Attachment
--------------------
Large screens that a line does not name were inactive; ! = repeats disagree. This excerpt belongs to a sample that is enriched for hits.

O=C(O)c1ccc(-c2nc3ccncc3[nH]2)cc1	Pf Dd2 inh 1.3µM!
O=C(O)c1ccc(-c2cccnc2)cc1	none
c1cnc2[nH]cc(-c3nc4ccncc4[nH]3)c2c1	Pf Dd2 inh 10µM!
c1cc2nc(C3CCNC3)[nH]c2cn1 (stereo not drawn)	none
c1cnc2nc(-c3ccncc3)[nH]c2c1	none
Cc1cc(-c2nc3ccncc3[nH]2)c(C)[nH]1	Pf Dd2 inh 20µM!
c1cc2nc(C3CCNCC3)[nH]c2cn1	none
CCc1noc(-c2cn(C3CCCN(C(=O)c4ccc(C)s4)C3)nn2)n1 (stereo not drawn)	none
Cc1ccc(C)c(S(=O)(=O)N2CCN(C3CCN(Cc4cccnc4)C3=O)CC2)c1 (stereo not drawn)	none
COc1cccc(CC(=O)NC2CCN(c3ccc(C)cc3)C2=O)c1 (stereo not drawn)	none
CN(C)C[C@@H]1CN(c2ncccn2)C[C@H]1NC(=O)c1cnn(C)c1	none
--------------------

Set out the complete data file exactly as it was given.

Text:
Large screens that a line does not name were inactive; ! = repeats disagree. This excerpt belongs to a sample that is enriched for hits.

O=C(O)c1ccc(-c2nc3ccncc3[nH]2)cc1	Pf Dd2 inh 1.3µM!
O=C(O)c1ccc(-c2cccnc2)cc1	none
c1cnc2[nH]cc(-c3nc4ccncc4[nH]3)c2c1	Pf Dd2 inh 10µM!
c1cc2nc(C3CCNC3)[nH]c2cn1 (stereo not drawn)	none
c1cnc2nc(-c3ccncc3)[nH]c2c1	none
Cc1cc(-c2nc3ccncc3[nH]2)c(C)[nH]1	Pf Dd2 inh 20µM!
c1cc2nc(C3CCNCC3)[nH]c2cn1	none
CCc1noc(-c2cn(C3CCCN(C(=O)c4ccc(C)s4)C3)nn2)n1 (stereo not drawn)	none
Cc1ccc(C)c(S(=O)(=O)N2CCN(C3CCN(Cc4cccnc4)C3=O)CC2)c1 (stereo not drawn)	none
COc1cccc(CC(=O)NC2CCN(c3ccc(C)cc3)C2=O)c1 (stereo not drawn)	none
CN(C)C[C@@H]1CN(c2ncccn2)C[C@H]1NC(=O)c1cnn(C)c1	none